If you do what you love, you will never work a day in your life. This old adage has proven to be timeless and true across many mediums. Whether it be art, athletics, music, engineering, writing, tattooing or any hobby, subjects of their work will tell you that it is not a choice for them. They are a victim – held hostage by passion.
This attribute can be seen in many of the best artists time has to offer, including (but not limited to) Kat Von D, Don Ed Hardy, Norman “Sailor Jerry” Collins, Mike “Rollo” Malone, Scott Campbell and Ami James. These types knew when they picked up the tools of their trade that they were not soon to put them down – instantly hooked, like a fiend to a needle.
Julius “Jules” Woods, 35, is no exception to this trait. Woods knew the day of getting his first tattoo that he wanted to pursue a career in tattooing, and he was apprenticing in shops during his senior year of high school.
Jules was born in Chicago, but he was raised in Guntown, MS – a small-town of only 2,700 people. He can recall the challenges of growing up as a black tattooer in Mississippi, but he never let that hold him back and has since traveled the country pursuing his passion.
Woods has been tattooing for over 17 years in 13 different studios. He has spent the last seven years in Carrollton – most of that time as an artist at Skinwerks Tattoo & Design alongside artist Craig Foster, who appeared and competed on the popular television show “Ink Master” in 2015. Woods has since broken away and is now the proud owner of Blackwater Ink. He opened shop in October of last year, which happened to fall on a Friday the 13th.
The master tattoo artist says the transition was absolutely terrifying.
“Nothing worth having comes without some kind of risk,” Woods said. “So, it was a risk that I took. I’ve dumped a lot of money, basically everything I have, into it. Right now, I’m putting everything back into the business to make sure that my people have what they need. I designed the shop for the tattooers – it’s not for me to make money, it’s for them to make money and if they make money then I make money in return.”
Woods seems to be doing exceptionally well since opening his studio. He has taken advice from many other owners with much more experience – and is taking all of the right steps to become successful. His humble personality, dedication and lifetime of hard work is paying off for him.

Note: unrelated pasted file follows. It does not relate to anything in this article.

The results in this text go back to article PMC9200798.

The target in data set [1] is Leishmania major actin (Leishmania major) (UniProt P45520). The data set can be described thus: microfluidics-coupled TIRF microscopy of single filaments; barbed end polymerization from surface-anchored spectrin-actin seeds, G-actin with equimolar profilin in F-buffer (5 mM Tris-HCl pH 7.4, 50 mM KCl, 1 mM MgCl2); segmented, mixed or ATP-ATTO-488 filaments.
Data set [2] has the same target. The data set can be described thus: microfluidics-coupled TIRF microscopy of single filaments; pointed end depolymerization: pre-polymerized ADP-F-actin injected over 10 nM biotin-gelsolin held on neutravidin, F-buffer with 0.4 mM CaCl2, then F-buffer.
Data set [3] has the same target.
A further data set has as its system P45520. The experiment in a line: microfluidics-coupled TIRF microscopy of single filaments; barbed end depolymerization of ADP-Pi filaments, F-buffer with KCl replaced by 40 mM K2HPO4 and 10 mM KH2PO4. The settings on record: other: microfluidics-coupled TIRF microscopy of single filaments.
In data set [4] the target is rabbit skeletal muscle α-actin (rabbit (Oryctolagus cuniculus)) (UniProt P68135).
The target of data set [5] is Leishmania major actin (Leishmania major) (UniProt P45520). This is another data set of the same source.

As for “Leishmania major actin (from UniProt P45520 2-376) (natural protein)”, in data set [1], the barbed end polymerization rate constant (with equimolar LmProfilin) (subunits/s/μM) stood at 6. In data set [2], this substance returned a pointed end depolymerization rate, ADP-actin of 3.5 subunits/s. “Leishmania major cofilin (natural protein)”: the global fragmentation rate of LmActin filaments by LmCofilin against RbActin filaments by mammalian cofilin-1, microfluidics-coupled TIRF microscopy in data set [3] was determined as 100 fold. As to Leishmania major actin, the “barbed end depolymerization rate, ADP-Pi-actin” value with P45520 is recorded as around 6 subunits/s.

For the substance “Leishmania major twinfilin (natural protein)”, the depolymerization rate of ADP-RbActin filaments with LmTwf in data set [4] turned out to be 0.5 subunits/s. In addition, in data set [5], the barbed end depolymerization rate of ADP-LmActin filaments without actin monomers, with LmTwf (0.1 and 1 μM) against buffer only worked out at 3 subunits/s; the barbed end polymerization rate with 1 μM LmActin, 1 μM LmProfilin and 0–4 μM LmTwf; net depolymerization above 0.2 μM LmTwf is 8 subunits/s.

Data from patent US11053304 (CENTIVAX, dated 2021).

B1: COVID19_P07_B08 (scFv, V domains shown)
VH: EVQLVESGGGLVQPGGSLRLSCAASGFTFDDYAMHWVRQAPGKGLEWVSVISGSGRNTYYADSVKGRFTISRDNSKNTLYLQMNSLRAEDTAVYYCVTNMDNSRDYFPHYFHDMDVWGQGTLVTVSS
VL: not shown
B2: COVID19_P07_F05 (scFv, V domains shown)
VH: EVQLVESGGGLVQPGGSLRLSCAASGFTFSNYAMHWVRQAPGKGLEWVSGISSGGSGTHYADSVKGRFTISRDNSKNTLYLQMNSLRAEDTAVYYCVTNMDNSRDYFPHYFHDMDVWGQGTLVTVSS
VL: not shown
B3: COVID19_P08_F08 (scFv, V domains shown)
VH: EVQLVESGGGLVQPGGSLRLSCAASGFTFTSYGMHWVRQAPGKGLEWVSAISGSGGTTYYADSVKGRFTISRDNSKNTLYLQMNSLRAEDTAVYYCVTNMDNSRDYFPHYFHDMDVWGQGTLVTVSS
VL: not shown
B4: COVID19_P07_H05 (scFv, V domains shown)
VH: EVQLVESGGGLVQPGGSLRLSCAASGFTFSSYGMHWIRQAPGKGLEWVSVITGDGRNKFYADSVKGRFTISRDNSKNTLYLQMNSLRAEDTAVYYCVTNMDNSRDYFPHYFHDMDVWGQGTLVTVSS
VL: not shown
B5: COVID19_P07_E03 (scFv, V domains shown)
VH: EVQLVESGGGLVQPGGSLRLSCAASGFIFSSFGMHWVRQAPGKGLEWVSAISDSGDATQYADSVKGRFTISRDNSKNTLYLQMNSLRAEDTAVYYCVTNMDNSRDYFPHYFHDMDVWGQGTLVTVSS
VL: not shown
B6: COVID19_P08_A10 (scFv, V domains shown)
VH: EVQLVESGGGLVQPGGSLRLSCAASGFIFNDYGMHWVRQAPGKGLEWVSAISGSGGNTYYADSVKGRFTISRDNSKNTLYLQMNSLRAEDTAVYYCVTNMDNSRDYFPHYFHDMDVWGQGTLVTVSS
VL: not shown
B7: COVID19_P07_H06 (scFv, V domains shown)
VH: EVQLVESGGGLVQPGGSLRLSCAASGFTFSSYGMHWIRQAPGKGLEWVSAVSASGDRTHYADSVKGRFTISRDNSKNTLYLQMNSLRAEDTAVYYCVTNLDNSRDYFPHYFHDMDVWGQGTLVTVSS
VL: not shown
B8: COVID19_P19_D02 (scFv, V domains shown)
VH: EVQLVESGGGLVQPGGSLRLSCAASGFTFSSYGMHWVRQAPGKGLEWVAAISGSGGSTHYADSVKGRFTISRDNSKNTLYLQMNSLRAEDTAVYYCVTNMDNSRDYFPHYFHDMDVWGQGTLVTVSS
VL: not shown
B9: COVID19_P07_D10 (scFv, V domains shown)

“The name “Blackwater” is an homage to home,” he says. “Every time I hear that old Doobie Brothers (Black Water) song it reminds me of home. I grew up on a farm, and on that farm, there is a lake – at night, against the moonlight, it looked like black ice. I would go there just to sit and look at this lake, the sky, the stars and all of that.”
Woods recognizes that Carrollton has an abundance of talented artists – both students and non-students. He uses the hallway and foyer of his studio to showcase local art. When he makes a sale the artist keeps 100 percent of the profit. He wants to bring more culture into people’s lives.
“I want to do things that most tattoo studios don’t do,” he says. “If you want to draw people’s attention you have to do something different. You can’t do it the way that everyone else does.”
He also recognizes the importance of local business in the community.
“A small town like this is local business oriented. If more of us will work together it will benefit all of us,” he says. “I think that’s the way it should be. There’s enough to go around for all of us – so why not help someone else out. Even if it costs me a little bit, so what.”
His clients fuel his passion. Some have said that getting tattooed is better than going to a shrink. He loves to see the reaction on his client’s face after getting tattooed. He says that most of the reactions are of people who got more than what they expected.
Woods’ passion has taken him so many places and given him a significant amount of memories and stories to tell – and will surely give him many more.
“I’m an artist at heart and I stay pretty dedicated to that. I’m either drawing or painting when I’m at home. I’ll never quit tattooing – there’s no time,” he says. “That also means very little sleep and not much of a social life – I even have two ex-wives and a lot of that comes from the time and work that I’ve put into my craft. You know how everyone says, “you’re never promised tomorrow,” so I try to get as much done every single day as I possibly can, so I don’t feel like it’s been wasted.”
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